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Wednesday, May 14, 2014

It's the Law: Strategies for Testifying in Court

Taken from Public Safety Communications Magazine, September 2012
Radiohead Column

Do you know any resources for telecommunicators who have to testify in court?

Sincerely, Ms. Scale O'Justice

I couldn't pass up the opportunity to comment on this topic.  A few years ago, a friend of mine taught a class for telecommunicators that dealt with testifying in court.  So, with his permissioin, I will note some things that may help.

In this era of criminal and civil cases, public safety telecommunicators are being served subpoenas to testify at trial.  You may also receive a subpoena to give a deposition.  Testifying is not a part of training for public safety telecommunicators, but in the aftermath of several highly publicized trials in which telecommunicators testified, it's clear that they are as likely to be called to testify as police officers.  You may even be subpoenaed to testify against your agency or co-workers.

Criminal and civil trials have a lot of similarities and are conducted under the same court rules and procedures.  The difference is in the type of case brought before the court.

Criminal cases involve criminal acts (e.g., burglary, theft) that we associate with possible jail time.  A criminal trial occurs when the state charges the defendant with a violation of a law in the penal code.  In a criminal trial, the evidence has to demonstrate guilt beyond a reasonable doubt for the jury to find the defendant guilty.

A civil trial involves a claim by one party (e.g., a person, the state, a business) that the defendant caused them damage.  The determination of guilt in a civil trial is based on the preponderance of the evidence.  One found guilty cannot go to jail; compensation is usually monetary.

Let's say you've been served a subpoena.  It may direct you to appear at a law office to give a deposition or may direct you to appear in court to give trial testimony.

The prosecutor or civil attorney must have knowledge of all facts that may arise from the testimony of witnesses for the prosecution or defense.  If you're not sure your attorney understands a concept or topic you'll be testifying about, be sure to discuss it with them.  You know your job, and part of the education process is to show the attorney they can count on you and your testimony.

Tips for testifying:
Behave professionally -- on and off the witness stand.  This can influence the jurors, and you never know who's sizing you up.

Before the trial starts, familiarize yourself with the witness stand and the path you need to get to it.  This will allow you to walk confidently and directly to the stand.

Dress professionally -- and conservatively.  If you have a uniform, wear it; the uniform enhances your credibility.  Avoid flashy colors, and wear minimal jewelry.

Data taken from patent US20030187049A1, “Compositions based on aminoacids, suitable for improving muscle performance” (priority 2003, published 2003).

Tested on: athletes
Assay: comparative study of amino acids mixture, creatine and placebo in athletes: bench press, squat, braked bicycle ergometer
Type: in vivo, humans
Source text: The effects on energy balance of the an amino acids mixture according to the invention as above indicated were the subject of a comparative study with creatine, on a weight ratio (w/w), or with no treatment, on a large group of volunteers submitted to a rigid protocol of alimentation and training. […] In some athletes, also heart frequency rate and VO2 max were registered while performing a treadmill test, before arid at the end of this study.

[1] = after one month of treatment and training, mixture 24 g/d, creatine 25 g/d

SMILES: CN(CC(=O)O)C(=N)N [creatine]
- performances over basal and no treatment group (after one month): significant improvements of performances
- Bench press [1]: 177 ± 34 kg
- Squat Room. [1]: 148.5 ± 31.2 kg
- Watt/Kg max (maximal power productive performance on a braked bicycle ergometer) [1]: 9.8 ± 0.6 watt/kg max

When you're sworn in, look at the judge or jury and clearly say "I do."

Sit up straight, and look at the questioning attorney.  When answering the question, make eye contact with the judge or jury, whichever applies.  Answer all questions clearly and loudly enough for the judge and jury to hear you.  Do not nod.  The court clerk or judge will ask you to answer audibly, and it could appear you're unsure about your answers.  If the question is about distance or time and your answer is only an estimate, be sure you say so.

If you are asked whether you have talked to anyone about this case and you have, admit it.  There's nothing improper in discussing the facts of the case with attorneys, police officers or investigators prior to trial.

If a question cannot be truthfully answered with a yes or no, you have a right to explain the answer.

Keep your hands in your lap and away from your mouth.

If you need to ask the judge a question, address them as "your honor," and wait until the judge gives you permission to speak.

Listen carefully to the question asked, and make sure you understand it before answering.  If either attorney objects, stop talking, let the judge rule on the objection and then continue.  If you're not sure how the judge ruled, let them know.

If the other attorney asks a question you find objectionable, pause before answering and give your attorney time to object.  Avoid looking at your attorney when answering questions.  This looks like you're asking for help and the jurors might interpret this as a damaging question, even though your answer makes sense.

Avoid being combative and don't lose your temper.  Let attorneys get as nasty as they want.  They are likely trying to bait you.  Stay cool, and answer questions.

Don't be offended if you're told not to listen to testimony given by other witnesses.  No one wants your testimony altered by others' testimony.  In fact, you may be asked to leave the courtroom so you can't hear other witnesses' testimony.

If you make a mistake, admit it.  There could be bigger consequences if people think you are lying than if they think you made a mistake.

There are many other factors to consider when testifying, such as subpoenas, legal definitions, depositions, dirty lawyer techniques, sequence of events in a trial, etc.  Discuss procedures with your agency's attorney and/or the District/State Attorney.

Editor's note:  The opinions expressed herein are those of the columnist and do not necessarily reflect the views of APCO International.

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